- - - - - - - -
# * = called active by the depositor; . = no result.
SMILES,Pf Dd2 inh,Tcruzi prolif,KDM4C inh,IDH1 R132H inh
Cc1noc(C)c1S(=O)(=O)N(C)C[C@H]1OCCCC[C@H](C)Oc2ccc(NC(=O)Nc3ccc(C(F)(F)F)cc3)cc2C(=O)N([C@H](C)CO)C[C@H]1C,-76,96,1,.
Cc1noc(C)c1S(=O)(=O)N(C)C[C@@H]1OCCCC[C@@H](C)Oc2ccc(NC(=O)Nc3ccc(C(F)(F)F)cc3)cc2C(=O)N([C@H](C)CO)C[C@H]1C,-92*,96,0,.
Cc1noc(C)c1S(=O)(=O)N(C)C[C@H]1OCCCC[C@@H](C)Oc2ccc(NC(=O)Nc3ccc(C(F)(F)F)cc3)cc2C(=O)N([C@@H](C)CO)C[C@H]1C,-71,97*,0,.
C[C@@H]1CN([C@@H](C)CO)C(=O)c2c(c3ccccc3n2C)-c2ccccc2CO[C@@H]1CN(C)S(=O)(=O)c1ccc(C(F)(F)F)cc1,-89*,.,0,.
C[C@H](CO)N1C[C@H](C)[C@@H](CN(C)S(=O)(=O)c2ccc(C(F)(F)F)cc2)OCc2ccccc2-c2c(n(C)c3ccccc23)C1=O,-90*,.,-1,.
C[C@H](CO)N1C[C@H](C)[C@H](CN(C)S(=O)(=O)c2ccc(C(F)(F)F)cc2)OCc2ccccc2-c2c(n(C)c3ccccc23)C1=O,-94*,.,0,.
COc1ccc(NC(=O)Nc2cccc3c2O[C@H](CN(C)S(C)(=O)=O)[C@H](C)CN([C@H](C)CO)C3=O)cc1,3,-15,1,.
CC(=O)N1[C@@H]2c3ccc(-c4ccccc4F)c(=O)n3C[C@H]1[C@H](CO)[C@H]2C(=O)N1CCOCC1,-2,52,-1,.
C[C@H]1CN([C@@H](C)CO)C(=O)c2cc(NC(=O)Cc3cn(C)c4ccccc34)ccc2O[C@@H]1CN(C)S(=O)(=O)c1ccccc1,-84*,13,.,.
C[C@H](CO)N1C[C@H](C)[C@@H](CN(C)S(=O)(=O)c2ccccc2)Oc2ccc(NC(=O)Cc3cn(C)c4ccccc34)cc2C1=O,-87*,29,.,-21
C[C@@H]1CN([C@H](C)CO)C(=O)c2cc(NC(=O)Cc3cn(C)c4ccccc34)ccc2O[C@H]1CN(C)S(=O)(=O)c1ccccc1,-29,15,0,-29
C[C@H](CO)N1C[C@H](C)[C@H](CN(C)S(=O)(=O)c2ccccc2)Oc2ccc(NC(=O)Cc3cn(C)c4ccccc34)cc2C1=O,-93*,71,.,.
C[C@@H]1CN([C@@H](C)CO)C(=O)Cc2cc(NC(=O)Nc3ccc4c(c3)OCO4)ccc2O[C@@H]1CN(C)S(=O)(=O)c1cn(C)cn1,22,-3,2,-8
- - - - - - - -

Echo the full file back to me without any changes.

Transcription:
# * = called active by the depositor; . = no result.
SMILES,Pf Dd2 inh,Tcruzi prolif,KDM4C inh,IDH1 R132H inh
Cc1noc(C)c1S(=O)(=O)N(C)C[C@H]1OCCCC[C@H](C)Oc2ccc(NC(=O)Nc3ccc(C(F)(F)F)cc3)cc2C(=O)N([C@H](C)CO)C[C@H]1C,-76,96,1,.
Cc1noc(C)c1S(=O)(=O)N(C)C[C@@H]1OCCCC[C@@H](C)Oc2ccc(NC(=O)Nc3ccc(C(F)(F)F)cc3)cc2C(=O)N([C@H](C)CO)C[C@H]1C,-92*,96,0,.
Cc1noc(C)c1S(=O)(=O)N(C)C[C@H]1OCCCC[C@@H](C)Oc2ccc(NC(=O)Nc3ccc(C(F)(F)F)cc3)cc2C(=O)N([C@@H](C)CO)C[C@H]1C,-71,97*,0,.
C[C@@H]1CN([C@@H](C)CO)C(=O)c2c(c3ccccc3n2C)-c2ccccc2CO[C@@H]1CN(C)S(=O)(=O)c1ccc(C(F)(F)F)cc1,-89*,.,0,.
C[C@H](CO)N1C[C@H](C)[C@@H](CN(C)S(=O)(=O)c2ccc(C(F)(F)F)cc2)OCc2ccccc2-c2c(n(C)c3ccccc23)C1=O,-90*,.,-1,.
C[C@H](CO)N1C[C@H](C)[C@H](CN(C)S(=O)(=O)c2ccc(C(F)(F)F)cc2)OCc2ccccc2-c2c(n(C)c3ccccc23)C1=O,-94*,.,0,.
COc1ccc(NC(=O)Nc2cccc3c2O[C@H](CN(C)S(C)(=O)=O)[C@H](C)CN([C@H](C)CO)C3=O)cc1,3,-15,1,.
CC(=O)N1[C@@H]2c3ccc(-c4ccccc4F)c(=O)n3C[C@H]1[C@H](CO)[C@H]2C(=O)N1CCOCC1,-2,52,-1,.
C[C@H]1CN([C@@H](C)CO)C(=O)c2cc(NC(=O)Cc3cn(C)c4ccccc34)ccc2O[C@@H]1CN(C)S(=O)(=O)c1ccccc1,-84*,13,.,.
C[C@H](CO)N1C[C@H](C)[C@@H](CN(C)S(=O)(=O)c2ccccc2)Oc2ccc(NC(=O)Cc3cn(C)c4ccccc34)cc2C1=O,-87*,29,.,-21
C[C@@H]1CN([C@H](C)CO)C(=O)c2cc(NC(=O)Cc3cn(C)c4ccccc34)ccc2O[C@H]1CN(C)S(=O)(=O)c1ccccc1,-29,15,0,-29
C[C@H](CO)N1C[C@H](C)[C@H](CN(C)S(=O)(=O)c2ccccc2)Oc2ccc(NC(=O)Cc3cn(C)c4ccccc34)cc2C1=O,-93*,71,.,.
C[C@@H]1CN([C@@H](C)CO)C(=O)Cc2cc(NC(=O)Nc3ccc4c(c3)OCO4)ccc2O[C@@H]1CN(C)S(=O)(=O)c1cn(C)cn1,22,-3,2,-8